Why are celebrity breakups so interesting?

The latest gossip about stars like Channing Tatum and Jessie J is thriving. But why are we so invested in their private relationships? (Kevin Mazur/Getty Images)

Celebrities line magazine shelves and tabloid stands around the world. From print publications to the social media stratosphere, celebrity gossip is thriving, but why is everyone so interested in their private relationships?

Isis Lucchesi, a fourth-year St. Thomas University communications student, said she’s followed the Kardashians since she was 11. She said she respects how T.V. celebrities give full access to their lives and feels a sense of loyalty to them.

“I started following celebrities at a pretty young age because I was not very happy about my life and seeing this perfect little world of celebrities made me feel fulfilled,” said Lucchesi.

Stuart Fischer, a media psychology professor at the University of California, said in a 2015 Medical Daily article that following celebrities can be beneficial to people’s psychology. Those who lack social skills can use celebrity gossip and fandom to bond with others, Fischer said.

But when it comes to celebrity breakups, Lucchesi said she’ll choose sides in certain situations, such as the breakup between Justin Hartley and Chrishell Stause from Selling Sunset. Hartley ended his marriage through texts. Lucchesi said she was “100 per cent” on Stause’s side.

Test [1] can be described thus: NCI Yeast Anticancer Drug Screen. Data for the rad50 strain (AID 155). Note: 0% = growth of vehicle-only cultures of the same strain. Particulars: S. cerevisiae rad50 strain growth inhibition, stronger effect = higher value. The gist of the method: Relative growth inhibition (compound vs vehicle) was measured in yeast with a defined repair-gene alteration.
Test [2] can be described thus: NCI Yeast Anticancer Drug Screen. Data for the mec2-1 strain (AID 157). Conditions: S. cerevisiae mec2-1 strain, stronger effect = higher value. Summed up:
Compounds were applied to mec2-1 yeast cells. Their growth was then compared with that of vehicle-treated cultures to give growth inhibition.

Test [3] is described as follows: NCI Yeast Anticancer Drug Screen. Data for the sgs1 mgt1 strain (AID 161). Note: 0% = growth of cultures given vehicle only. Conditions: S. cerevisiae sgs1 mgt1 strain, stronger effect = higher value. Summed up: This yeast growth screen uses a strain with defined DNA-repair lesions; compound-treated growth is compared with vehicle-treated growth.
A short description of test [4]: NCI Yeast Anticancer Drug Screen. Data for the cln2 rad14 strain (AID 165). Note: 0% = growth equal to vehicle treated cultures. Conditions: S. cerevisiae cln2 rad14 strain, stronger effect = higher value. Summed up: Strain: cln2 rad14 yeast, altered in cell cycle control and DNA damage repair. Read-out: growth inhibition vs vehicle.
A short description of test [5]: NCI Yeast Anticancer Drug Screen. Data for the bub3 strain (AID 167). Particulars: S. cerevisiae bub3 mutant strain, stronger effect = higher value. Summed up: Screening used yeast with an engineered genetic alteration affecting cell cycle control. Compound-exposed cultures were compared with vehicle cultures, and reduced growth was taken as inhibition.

The Medical Daily article also included a study of 17 students who had their brains scanned when told negative celebrity gossip. The study found the region of the brain associated with pleasure and reward showed “moderately strong” activity when they heard the negative gossip. The study showed that the participants enjoyed negative scandals more than positive celebrity gossip.

Alexander McCarthy, a fourth-year STU philosophy student, said he’s interested in reality stars, influencers and musicians because he grew up with them.

“Even if I don’t follow the particular celebrity’s life, it may interest me,” he said. 

While he follows accounts on Twitter and YouTube that talk about “celebrity drama” such as Angelika Oles, Spill Sesh and Smokey Glow, McCarthy said he verifies what he hears from YouTube tea pages or through Snapchat and Twitter.

“Most recently [I’ve been following] the Kardashians and musicians like Dua Lipa and Melanie Martinez,” he said.

Lucchesi said she fact-checks the gossip she hears through E! News and the source always has the correct information.

Still, she’s attracted to the gossip.

“Social media has that effect on people, you see something and you think that’s the reality,” she said.

That’s what gravitates me towards celebrity breakups, is thinking I know them, how could they break up? It’s personal to me.”